Mathematical Encoding in the Great Pyramid

Mathematical Encoding in the Great Pyramid

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The Great Pyramid of Giza, the oldest and sole surviving Wonder of the Ancient World, has attracted the interest of philosophers, savants, and travelers for at least four millennia. Some of this interest has centered on the question of whether the ancient Egyptian culture possessed and encoded certain mathematical concepts in the pyramid’s proportions and measurements.

I have analyzed the Great Pyramid’s geometry without considering the issues of what mathematical knowledge ancient Egyptian architect-engineers did or did not authoritatively possess. If ancient designers did encode something in the Great Pyramid, I believe they would have wanted the structure’s very geometry to carry the message.

Perhaps the Great Pyramid is not a tomb but a tome—open to all those who possess geometrical understanding, much in the same spirit of what Plato’s Academy inscribed millennia later on its door, “Let no one ignorant of geometry enter.”

The Great Pyramid’s elevation encodes three of the most important constants in mathematics: π, Φ, and e. The slope angle of 51°51’ (51.85° in decimal form) comes from measurements taken off the remaining casing stones, according to detailed survey data from Flinders Petrie and J.H. Cole .

Mathematical encoding in the Great Pyramid

You can verify these encodings with the following equations. The accuracy percentage for each equation is given in parenthesis.

4 x 51.85° / 76.30° = e (99.998%)

tan 51.85° = 4 / π (99.99%)

cos 51.85° = 1 / Φ (99.95%)

sin 51.85° = 4 / πΦ (99.94%)

The constant e, known as Euler’s number, wasn’t discovered until 1618. Consider the possibility that this was merely rediscovery. We are generally so accepting of the myth of linear progress that it is easy to forget that sometimes knowledge is lost and not rediscovered for a very long time, if ever. For example, it has been said that the plumbing system in the palace of Knossos, Crete built in 1900 BCE wasn’t matched until circa 1900 CE in England.

Another way of looking at the Great Pyramid is by analyzing its relative proportions. If the base measures unit length then a square with an equal unit edge can be drawn as shown below. A circle drawn from the center with radius equal to the height of the pyramid has a circumference equal to the square’s perimeter. Thus, the Great Pyramid “squares the circle.” Its form approximates the solution sought by ancient geometers, who for many generations endeavored to square the circle by length (squaring a circle by area is a related problem). Note: exact squaring of the circle is impossible due to the transcendental qualities of π (proved by Lindemann in 1882).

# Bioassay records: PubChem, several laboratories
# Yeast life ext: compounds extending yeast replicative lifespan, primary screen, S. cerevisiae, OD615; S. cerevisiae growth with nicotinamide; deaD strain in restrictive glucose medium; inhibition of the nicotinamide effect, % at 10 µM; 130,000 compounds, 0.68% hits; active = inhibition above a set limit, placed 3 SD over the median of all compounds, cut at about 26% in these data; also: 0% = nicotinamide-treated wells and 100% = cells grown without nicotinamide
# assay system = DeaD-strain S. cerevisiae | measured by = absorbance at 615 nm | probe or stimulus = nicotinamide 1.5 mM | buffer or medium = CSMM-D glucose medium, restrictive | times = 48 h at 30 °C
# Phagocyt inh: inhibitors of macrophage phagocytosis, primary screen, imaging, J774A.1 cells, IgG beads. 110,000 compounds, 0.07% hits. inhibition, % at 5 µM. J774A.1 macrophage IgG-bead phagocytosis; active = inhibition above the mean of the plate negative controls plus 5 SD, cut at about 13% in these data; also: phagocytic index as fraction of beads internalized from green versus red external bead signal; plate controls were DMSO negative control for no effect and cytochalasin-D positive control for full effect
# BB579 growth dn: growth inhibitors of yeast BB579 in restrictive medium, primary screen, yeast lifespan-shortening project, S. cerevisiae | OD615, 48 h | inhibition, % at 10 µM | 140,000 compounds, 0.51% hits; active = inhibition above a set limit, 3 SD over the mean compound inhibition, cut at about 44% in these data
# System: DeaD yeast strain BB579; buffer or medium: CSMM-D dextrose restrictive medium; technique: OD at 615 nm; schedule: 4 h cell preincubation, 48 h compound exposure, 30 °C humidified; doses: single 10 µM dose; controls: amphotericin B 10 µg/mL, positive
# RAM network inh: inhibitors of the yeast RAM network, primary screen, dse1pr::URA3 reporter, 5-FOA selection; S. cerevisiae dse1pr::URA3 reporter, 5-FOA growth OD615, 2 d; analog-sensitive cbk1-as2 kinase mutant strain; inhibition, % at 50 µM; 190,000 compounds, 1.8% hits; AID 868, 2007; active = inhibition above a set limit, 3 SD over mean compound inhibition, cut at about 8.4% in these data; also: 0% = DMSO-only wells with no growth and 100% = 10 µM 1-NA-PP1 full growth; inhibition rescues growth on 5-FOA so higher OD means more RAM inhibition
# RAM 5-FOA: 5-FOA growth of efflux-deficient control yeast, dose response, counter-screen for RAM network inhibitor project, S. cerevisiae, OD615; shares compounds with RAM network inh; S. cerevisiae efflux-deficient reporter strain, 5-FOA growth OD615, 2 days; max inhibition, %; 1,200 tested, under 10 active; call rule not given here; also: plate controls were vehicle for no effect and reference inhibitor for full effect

Mathematical encoding in the Great Pyramid

In addition to relative proportions, I wondered if the Great Pyramid might encode anything in absolute units? To find out, I drew its elevation in a computer aided design program in actual size, according to J.H. Cole’s surveyed values (I used 755.775 feet for the mean base edge length).

I rediscovered many layers of encoding in the Great Pyramid by taking its precise measure and looking for patterns. If you inscribe an equilateral triangle inside, this is what immediately pops out: the green triangle’s edge length is 555.5 feet, or 6666 inches. This distance happens to match the height of the Washington Monument and the length of St. Paul’s Cathedral but that is another story (to learn more see my video series, Secrets In Plain Sight). The key pattern to observe is the repeating digits, even though it goes against what we think we know about the English foot’s provenance.

Mathematical encoding in the Great Pyramid

Another method of analyzing the pyramid geometry is with a square rotated 45° with respect to the ground plane. The largest such square that fits inside the pyramid’s elevation encodes two circles across its diagonal, having circumferences equaling exactly 666.6 feet each, allowing that the slope angle of 51°51’ has an accuracy of only 99.8%.

Mathematical encoding in the Great Pyramid

If you circumscribe the pyramid’s elevation triangle and then measure the circle’s diameter, this equals 777.7 feet (99.97% accurate with a slope of 51°51’ and base length of 755.775 feet). In addition, the inscribed circles shown below in red and blue have circumferences of 777 feet and 7777 inches, respectively. Sevens abound!

Mathematical encoding in the Great Pyramid

This next image depicts a single inscribed circle having a diameter of 365.242 feet inside the pyramid’s elevation that echoes Earth’s tropical year of 365.242 days. The circle’s exact diameter is 2.2 feet longer than this measurement, but this small delta might reference the Earth’s atmosphere, which is like an onionskin at this scale, roughly equaling the thickness of the diagram’s lines.


Search for decoding bible codes pyramids and general numbers 42 for new info on Giza.

Let me suggest Douglas A. White who wrote THE COSMIC GAME, an extremely interesting exploration and analysis of Egyptian mathematics, physics, and geometry. Look up the PDF. By the way, I enjoyed your analysis as well.

4 x 51.85° = 207.4? Not 2.718?

Peter Harrap's picture

Now, if you still can find it, read "The Great Pyramid Decoded by Peter le Mesurier Compton Russell 1977.

It is THE masterwork on this subject.

Als, it is said, that the original capstone, was exactly 1 meter by 1 meter at it's base


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